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Salt Reference Guide

If you’re a somewhat sophisticated cook, you’ve probably encountered recipes that call for more than just conventional table salt. These days, a host of “gourmet” salts can be found on grocery store shelves or at specialty food stores, enticing cooks to try a little something different next time they create a new dish or follow a new recipe.

Most of these unusual salts fall into the category known as “sea salts”. Sea salts are defined as salt that is obtained by the natural evaporation of ocean water. It is generally gathered in man-made pools located near natural shore lines. Most of them come from the Mediterranean, the North Sea, and parts of the Atlantic, especially off the coast of Brittany (France).

They are not pure sodium chloride but, rather, they contain some trace minerals like iron and magnesium. Unlike table salt, they also does not contain any sugar. Sea salts also tend to be not as salty as traditional table salt.

Health gurus will tell you that these sea salts are much better for you than standard table salt and can provide you with many of the minerals you need in your diet on a daily basis.
Though your supermarket certainly won’t have all the salt types listed below and you may need to make a trek to a specialty store for some, here are a few that you might want to consider for your next foray into the world of creating new tastes.

o Kosher salt – This is probably one of the most common alternative forms of salt you’ll find in the supermarket. It is named as such because it adheres to Jewish dietary laws and is used to prepare meat according to those guidelines. It is this type of salt that you’ll usually find on the rim of margarita glasses and on top of soft and hard pretzels.

o Coarse Salt – This is a larger grain version of classic sea salt and is often used by chefs to form a salty crust on a variety of meats and seafood. It is also widely used by chefs because it can be measured more easily with the fingers than traditional table salt, making it easier to season soups, stews, and other foods to their liking. It comes in a variety of brands and colors.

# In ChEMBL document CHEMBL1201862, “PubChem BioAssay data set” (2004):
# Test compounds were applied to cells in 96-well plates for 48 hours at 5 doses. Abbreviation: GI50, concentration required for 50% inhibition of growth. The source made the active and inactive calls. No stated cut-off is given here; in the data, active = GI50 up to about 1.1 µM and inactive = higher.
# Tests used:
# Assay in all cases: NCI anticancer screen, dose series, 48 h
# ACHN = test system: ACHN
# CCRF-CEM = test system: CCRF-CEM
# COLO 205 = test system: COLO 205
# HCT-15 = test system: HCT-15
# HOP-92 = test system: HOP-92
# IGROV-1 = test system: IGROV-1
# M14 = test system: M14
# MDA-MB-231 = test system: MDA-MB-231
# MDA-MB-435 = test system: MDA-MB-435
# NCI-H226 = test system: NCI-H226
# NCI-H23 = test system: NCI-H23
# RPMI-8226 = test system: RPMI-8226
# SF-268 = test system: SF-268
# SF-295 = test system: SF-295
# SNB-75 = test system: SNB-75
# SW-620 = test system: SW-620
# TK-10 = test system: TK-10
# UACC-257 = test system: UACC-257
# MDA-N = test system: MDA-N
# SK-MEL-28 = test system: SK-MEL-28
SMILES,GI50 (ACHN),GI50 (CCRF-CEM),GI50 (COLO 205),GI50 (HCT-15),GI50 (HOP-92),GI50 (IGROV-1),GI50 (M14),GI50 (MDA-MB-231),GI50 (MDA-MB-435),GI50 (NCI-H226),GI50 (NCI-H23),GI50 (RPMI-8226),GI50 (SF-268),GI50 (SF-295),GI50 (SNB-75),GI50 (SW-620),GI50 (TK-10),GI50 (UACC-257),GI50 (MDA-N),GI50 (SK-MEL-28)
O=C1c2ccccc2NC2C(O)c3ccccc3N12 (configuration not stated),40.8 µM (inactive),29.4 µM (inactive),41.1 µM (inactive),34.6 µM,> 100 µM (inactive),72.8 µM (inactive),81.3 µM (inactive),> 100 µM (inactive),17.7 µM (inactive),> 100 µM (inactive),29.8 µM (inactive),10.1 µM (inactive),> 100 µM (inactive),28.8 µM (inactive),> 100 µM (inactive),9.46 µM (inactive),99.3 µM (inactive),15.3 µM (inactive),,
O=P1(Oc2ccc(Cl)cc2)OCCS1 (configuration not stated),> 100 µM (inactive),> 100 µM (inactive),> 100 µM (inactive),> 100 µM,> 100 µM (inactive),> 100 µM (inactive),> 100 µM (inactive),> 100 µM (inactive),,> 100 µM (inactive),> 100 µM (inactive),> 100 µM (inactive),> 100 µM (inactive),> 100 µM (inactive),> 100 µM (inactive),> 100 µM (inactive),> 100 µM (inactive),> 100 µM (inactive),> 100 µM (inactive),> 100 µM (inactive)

o Grey Salt – Cooking experts note that this has become one of the most popular “alternative” salts on the market. Moist and unrefined, it is generally harvested by hand from the coastal regions of France, making it a rather expensive product and very similar to Celtic Salt, which is harvested in the same manner. Considered by many to be the finest salt available, it is used for flavoring or to add a crust to meats or seafood. A little goes a long way.

o Black Salt – Actually a pinkish-brown color and not really black at all, this type of salt is a necessity in traditional Indian cooking. Available in fine or course grain, it has a sulfuric taste, which can seem a little strange if you’re not accustomed to that strong flavor.

o Fleur de Sel – This is, by far, the most expensive form of sea salt on the market.Depending on where it’s purchased, a half-pound can cost upwards of about $30. Hand harvested by French farmers known as “paludiers”, it is very moist and its crystals are generally smaller than other related sea salts. It is used in a manner similar to herbs; it is sprinkled on food immediately before serving for best results.

o Hawaiian Sea Salt – A beautiful red color due to the additional of a mineral rich in iron oxide, this form of salt is mellow and works well on beef and pork. It can be found in a variety of traditional Hawaiian dishes including the popular Kalua Pig as well as in a dish known as Poke, a side dish similar to sashimi. It is fairly affordable but tough to find in supermarkets on the mainland, usually prompting orders over the internet.

o Smoked Sea Salt – One of the newest gourmet salts on the scene, this very coarse salt is smoked over wood fires to give it its unique flavor. It has become popular in the world of grilling and can be used on a variety of meats and seafood.